Uno Fest Review: Blue Box

Carmen Augirre's solo show parallels revolutionary and romantic love.

Blue Box is an unapologetic story of and told with power.  Its narrative bathes in it, bemoans the loss of it, fights it and fears it—all in one captivating solo show.  Carmen Aguirre’s autobiographical monologue is a clever, sensual reflection of a life she so fully tried to give over to passion (politically and otherwise), only to wind up with stilted desire, denied pleasure and the defeating reality of edging near the brink of success only to be left hanging.  It’s a womanly take on blue balls, as the euphemism goes.

Blue Box is an unapologetic story of and told with power. Its narrative bathes in it, bemoans the loss of it, fights it and fears it—all in one captivating solo show. Carmen Aguirre’s autobiographical monologue is a clever, sensual reflection of a life she so fully tried to give over to passion (politically and otherwise), only to wind up with stilted desire, denied pleasure and the defeating reality of edging near the brink of success only to be left hanging. It’s a womanly take on blue balls, as the euphemism goes.

Blue Box is an unapologetic story of and told with power.  Its narrative bathes in it, bemoans the loss of it, fights it and fears it—all in one captivating solo show.

Carmen Aguirre’s autobiographical monologue is a clever, sensual reflection of a life she so fully tried to give over to passion (politically and otherwise), only to wind up with stilted desire, denied pleasure and the defeating reality of edging near the brink of success only to be left hanging.  It’s a womanly take on blue balls, as the euphemism goes.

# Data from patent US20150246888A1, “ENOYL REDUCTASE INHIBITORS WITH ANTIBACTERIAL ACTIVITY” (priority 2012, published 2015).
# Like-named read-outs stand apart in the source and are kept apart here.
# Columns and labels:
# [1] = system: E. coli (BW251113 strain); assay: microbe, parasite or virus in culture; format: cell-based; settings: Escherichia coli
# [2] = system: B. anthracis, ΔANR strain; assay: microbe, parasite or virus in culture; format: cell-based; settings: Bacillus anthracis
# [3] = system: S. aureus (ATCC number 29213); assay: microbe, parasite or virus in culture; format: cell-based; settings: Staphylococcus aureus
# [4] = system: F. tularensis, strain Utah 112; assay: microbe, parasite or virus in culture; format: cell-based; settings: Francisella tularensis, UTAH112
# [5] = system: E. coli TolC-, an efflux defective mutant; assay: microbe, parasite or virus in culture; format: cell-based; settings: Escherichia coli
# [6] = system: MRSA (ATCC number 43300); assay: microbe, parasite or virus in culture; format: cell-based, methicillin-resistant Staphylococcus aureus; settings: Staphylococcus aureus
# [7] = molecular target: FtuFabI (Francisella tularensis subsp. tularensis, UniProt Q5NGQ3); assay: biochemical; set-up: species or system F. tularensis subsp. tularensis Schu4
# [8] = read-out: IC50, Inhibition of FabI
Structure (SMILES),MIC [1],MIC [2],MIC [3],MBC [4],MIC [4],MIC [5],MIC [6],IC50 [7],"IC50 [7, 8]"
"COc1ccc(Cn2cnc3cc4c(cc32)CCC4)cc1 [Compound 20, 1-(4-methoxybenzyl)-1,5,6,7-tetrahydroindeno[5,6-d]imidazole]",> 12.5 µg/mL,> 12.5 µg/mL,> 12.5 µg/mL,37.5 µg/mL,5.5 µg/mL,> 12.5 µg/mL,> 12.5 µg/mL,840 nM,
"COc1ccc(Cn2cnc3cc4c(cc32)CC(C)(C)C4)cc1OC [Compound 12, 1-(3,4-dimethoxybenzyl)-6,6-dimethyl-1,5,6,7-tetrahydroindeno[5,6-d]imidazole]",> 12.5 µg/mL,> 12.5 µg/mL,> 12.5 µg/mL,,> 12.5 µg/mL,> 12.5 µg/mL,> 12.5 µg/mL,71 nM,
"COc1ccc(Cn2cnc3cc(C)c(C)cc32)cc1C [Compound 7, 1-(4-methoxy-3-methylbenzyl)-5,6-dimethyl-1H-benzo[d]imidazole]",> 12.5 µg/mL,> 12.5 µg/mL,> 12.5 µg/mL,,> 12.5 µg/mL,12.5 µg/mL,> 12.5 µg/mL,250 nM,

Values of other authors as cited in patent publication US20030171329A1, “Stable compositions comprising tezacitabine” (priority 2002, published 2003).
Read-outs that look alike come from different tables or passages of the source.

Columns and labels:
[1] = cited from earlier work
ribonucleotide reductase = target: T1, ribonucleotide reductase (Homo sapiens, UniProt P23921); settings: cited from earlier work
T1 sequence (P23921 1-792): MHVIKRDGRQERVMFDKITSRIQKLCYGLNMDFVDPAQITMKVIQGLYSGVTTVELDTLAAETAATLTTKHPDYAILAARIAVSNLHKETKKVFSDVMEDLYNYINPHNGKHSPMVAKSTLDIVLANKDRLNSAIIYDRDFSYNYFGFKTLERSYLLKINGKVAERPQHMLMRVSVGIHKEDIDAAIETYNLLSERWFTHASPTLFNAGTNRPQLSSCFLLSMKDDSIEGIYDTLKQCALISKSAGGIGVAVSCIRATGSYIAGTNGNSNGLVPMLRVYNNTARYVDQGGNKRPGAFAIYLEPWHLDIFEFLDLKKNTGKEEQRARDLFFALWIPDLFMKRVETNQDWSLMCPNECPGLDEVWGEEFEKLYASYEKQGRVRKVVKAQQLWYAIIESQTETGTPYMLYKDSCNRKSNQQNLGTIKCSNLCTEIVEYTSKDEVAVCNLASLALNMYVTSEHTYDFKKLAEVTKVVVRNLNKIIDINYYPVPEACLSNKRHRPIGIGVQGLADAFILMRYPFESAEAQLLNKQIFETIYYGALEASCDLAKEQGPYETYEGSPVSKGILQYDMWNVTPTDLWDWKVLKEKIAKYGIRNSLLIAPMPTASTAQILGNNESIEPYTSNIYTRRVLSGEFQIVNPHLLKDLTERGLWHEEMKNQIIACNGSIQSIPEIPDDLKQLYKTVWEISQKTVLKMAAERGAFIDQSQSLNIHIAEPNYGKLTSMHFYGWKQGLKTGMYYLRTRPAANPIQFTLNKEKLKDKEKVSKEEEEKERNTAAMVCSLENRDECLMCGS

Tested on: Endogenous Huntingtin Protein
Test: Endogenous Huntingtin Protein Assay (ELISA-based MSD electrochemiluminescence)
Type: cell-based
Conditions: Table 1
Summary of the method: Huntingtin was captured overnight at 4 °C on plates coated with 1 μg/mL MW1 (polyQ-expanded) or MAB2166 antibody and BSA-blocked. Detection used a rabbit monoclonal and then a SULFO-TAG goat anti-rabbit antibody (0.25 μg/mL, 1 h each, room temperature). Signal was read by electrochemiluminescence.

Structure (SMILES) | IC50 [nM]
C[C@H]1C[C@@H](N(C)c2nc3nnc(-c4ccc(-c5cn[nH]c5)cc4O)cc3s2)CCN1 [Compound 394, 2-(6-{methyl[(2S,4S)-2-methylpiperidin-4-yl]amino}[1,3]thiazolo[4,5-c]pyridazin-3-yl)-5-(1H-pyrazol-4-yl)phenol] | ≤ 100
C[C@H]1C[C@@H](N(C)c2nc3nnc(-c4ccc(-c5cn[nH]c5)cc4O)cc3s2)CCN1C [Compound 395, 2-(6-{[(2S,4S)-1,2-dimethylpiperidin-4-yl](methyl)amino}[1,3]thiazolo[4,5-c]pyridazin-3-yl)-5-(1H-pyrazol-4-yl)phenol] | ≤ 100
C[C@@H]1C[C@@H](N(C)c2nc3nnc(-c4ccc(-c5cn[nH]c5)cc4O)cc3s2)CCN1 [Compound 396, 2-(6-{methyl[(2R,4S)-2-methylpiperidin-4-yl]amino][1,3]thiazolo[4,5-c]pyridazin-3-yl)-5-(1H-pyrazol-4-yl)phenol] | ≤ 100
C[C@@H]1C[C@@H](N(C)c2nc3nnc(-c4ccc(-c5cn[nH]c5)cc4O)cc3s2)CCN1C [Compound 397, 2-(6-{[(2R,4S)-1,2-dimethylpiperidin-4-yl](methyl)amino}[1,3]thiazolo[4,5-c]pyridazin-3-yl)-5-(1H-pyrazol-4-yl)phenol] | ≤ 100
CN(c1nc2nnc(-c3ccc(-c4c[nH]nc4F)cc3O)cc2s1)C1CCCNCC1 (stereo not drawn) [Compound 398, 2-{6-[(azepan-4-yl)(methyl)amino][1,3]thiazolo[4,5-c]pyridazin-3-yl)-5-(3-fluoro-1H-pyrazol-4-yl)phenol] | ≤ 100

Over the course of 80 minutes, Aguirre intercuts her tale of obsessive (and unreturned) love for a younger actor with the decade she spent in South America fighting for a Chilean revolution that wasn’t.  In some moments, the endless back-and-forth between countries, characters and years is confusing—but the polarity of both vignettes is important to Aguirre’s layered perspective on control and certain vulnerability.

Where this works best?  In the contrast of two risky nights to remember: one in the late 80s where she lays awake with every bump in the night after an informant tracks her down, another, ten years later, when she beds her Chicano lover for the first time.  Both hunting stories are absorbing on their own but together they offer a stark tribute to the agony and ecstasy of living from your gut.

Aguirre herself is stunning to watch, full-featured in her splendour with a streak of wildness in her unruly waves and high cheekbones. As a performer, Aguirre has an unreal confidence.  Her salsa dancing—backed by great sound design—is gorgeous and she has no problem giving you real talk about her lover’s chocolate truffle tongue inches from your face.  Brian Quirt’s sharp direction is sparse but Aguirre delivers its subtlety with power in every gesture.  She has absolute comfort in total silence, adding weight or tension to key moments.  Her eye contact is as piercing as it is frequent and her command of language—its tricks and double entendre and quiet ironies—is the real magic of this piece.

But this confidence itself is where the narrative falls down a bit for me.  It’s incongruent with Aguirre’s almost-fanatical pursuit of her young lover, who is at best an unlikable douchebag.  As the show progresses, their relationship borders on abusive—yet Aguirre is still in it to win it, explaining that “when one is on an adventure, one must see it through to the end.”  I didn’t buy into this, even with the knowledge that I was watching a more mature Aguirre looking backwards.

But maybe that’s her point; Blue Box challenges the parameters of how far we can or should go for our beliefs and, in doing so, packs a punch unlike anything else at UnoFest this year.  If not for love, then why?

 

—Melanie Tromp Hoover

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